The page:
Potential hides behind the flaws of this Rust Belt city, just like the imperfections of her characters, people who are complicated but inherently good. Defamiliarizing and dislocating her novels allows Spiotta to see beyond the assumed, clichéd ideas to expose the truth. Jolynn Parker, a former SU English professor and a book-club member with Spiotta says, “I see Innocents and Others as a book that asks its readers to think deeply about representation — both the ways they consume representations, and the way they are always implicated in the act of representation. It asks us to question the nature of ‘truth,’ and what counts as ‘real.’”

Freeing the characters from their natural settings allows the reader to see things for what they are, and more importantly, what their potential is. Saunders described Spiotta’s treatment of character and setting to New York Times Magazine: “Her gaze is very smart and witty,” Saunders says. “But doesn’t have any of that empty, snarky irony you sometimes see in writing about contemporary culture, that sense that America is rotten, past its prime, capable of nothing good. On the contrary, I think her main stance is that most difficult one: She who praises.’’

That New York Times Magazine article also credits Spiotta with creating “a new kind of great American novel.” This new great American novelist spends a considerable amount of time in diners, a beaming symbol of Americanism. Spiotta worked in restaurants to cover rent when writing her first novel Lightning Field. She and now ex-husband Clem opened a restaurant in the all-American baseball village of Cooperstown, New York. It didn’t bring in much money. “I would always make this joke that I was the only person in the world who had her writing career supporting her waitressing career,” she laughs. She became pregnant with her daughter Agnes at 37, while in the middle of writing Eat the Document. With a husband, restaurant, and baby to take care of, the stakes of being a writer grew higher, and after writing Stone Arabia in 2011, she started teaching at SU. Clem ran the restaurant in Cooperstown while Agnes and Spiotta commuted from Syracuse on the weekends. “Surprise, surprise. The marriage didn’t last,” she says, with a slightly sad smile.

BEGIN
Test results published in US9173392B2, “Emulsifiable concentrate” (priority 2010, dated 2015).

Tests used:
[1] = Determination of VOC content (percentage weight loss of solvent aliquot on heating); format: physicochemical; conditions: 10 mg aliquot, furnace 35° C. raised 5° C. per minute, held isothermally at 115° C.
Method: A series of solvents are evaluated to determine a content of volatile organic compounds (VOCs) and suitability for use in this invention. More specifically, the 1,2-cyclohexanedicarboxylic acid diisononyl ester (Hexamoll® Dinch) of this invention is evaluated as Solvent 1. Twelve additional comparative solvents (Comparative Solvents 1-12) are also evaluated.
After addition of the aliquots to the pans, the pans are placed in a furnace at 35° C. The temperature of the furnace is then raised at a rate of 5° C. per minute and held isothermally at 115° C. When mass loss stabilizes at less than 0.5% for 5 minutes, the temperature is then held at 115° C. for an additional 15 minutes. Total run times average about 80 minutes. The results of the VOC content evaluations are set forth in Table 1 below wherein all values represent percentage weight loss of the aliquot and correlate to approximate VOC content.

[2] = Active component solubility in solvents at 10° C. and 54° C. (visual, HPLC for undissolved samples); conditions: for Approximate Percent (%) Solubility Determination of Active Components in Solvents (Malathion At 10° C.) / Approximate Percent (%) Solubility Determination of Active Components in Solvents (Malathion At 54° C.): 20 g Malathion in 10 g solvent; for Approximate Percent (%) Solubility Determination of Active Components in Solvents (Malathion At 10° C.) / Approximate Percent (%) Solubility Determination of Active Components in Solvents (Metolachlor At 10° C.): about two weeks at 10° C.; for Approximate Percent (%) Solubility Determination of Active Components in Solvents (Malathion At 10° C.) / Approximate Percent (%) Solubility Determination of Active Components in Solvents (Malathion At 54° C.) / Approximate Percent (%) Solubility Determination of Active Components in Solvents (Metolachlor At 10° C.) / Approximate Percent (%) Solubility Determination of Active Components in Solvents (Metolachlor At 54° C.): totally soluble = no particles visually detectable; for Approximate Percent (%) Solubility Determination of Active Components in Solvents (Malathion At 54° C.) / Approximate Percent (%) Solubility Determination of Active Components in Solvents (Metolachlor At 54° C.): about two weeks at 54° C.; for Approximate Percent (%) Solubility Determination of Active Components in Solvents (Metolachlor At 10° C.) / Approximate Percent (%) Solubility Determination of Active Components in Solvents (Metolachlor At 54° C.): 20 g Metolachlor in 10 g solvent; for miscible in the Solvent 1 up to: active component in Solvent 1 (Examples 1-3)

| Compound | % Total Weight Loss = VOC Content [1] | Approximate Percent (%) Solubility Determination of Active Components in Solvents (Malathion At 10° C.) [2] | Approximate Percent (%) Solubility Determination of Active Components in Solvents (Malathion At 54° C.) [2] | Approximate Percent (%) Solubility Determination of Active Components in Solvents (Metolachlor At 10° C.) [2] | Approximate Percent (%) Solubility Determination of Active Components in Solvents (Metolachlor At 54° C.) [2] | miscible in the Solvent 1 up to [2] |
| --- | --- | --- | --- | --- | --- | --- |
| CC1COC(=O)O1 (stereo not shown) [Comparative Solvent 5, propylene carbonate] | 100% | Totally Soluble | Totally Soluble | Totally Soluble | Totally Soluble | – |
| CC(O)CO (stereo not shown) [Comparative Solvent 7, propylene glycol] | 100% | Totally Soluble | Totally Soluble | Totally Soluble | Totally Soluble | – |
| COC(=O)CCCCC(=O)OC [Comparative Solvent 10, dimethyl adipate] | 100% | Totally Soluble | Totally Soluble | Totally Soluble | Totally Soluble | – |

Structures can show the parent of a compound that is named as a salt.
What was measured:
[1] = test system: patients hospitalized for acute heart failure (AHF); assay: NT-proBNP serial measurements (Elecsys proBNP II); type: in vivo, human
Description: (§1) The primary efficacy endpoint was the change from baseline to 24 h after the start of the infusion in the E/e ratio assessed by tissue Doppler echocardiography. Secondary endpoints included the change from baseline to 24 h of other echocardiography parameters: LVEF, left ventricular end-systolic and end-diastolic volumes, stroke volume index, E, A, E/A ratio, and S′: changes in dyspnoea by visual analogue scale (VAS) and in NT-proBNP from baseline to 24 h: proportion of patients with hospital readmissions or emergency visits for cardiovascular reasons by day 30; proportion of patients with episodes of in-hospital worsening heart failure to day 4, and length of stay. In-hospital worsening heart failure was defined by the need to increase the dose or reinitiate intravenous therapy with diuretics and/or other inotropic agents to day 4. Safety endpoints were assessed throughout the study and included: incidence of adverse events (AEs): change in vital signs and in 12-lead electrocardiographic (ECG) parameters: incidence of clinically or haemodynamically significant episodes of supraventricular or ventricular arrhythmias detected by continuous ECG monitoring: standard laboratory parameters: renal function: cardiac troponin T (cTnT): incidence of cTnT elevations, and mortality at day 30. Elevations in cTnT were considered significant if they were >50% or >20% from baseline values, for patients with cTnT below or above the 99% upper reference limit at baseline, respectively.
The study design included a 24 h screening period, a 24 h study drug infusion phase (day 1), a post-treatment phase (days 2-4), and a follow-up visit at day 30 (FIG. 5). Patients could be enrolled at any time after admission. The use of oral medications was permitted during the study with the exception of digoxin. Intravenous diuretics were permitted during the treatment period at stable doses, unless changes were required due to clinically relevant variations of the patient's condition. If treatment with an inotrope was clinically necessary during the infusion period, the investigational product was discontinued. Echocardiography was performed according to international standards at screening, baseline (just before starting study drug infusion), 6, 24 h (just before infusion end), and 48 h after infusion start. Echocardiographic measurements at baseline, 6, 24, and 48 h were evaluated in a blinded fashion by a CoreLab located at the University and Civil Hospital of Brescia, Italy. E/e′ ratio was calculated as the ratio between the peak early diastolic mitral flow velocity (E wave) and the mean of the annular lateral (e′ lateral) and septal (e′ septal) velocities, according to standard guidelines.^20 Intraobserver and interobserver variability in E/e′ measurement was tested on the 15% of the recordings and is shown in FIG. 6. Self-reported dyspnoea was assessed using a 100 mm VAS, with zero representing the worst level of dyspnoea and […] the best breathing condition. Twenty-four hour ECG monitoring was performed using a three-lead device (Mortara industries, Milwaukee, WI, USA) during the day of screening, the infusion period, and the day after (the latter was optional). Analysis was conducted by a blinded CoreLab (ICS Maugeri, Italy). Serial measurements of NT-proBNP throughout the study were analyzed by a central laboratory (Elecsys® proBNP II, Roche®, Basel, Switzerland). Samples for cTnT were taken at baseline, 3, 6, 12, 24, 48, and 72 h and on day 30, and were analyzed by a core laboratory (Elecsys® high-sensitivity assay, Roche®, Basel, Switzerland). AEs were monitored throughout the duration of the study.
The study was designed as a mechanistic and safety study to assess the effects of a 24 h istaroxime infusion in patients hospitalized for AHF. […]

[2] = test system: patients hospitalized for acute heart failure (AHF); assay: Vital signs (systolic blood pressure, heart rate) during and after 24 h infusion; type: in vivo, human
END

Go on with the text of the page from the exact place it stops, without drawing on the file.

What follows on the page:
She has since settled down in a new house in the north Syracuse Sedgwick neighborhood with her daughter and boyfriend. She calls no place home, but she has lived in New York State the longest. First in New York City, where she attended Columbia University, for two years, before dropping out during her sophomore year when her parents went bankrupt and their marriage “imploded.” She returned to the West Coast to study labor history and creative writing at Evergreen State College in Washington. Her boyfriend, Jonathan Dee, a visiting writer at SU, calls Innocents and Others her “best book yet.” But he also believes all of her books demonstrate her talent. “The fact she’s getting so much attention is the world catching up to the great work she’s been doing all along,” Dee says. “She’s having, or is about to have, her moment; but it’s about all four books not just this one.”

After lunch, she’s going to help a student who also resembles the state of the diner — he’s one credit hour short of graduation. “How lame is that?” Spiotta laughs. He’s the most recent recipient of Spiotta’s empathy — meeting him in the spare time she doesn’t have, due to all of her book events, to conduct an independent study so that he can graduate on time. The student, Forrest Florsheim, attended Spiotta’s book reading last week. “I was blown away,” he says. “Listening to her read was one of those moments that ends too soon.”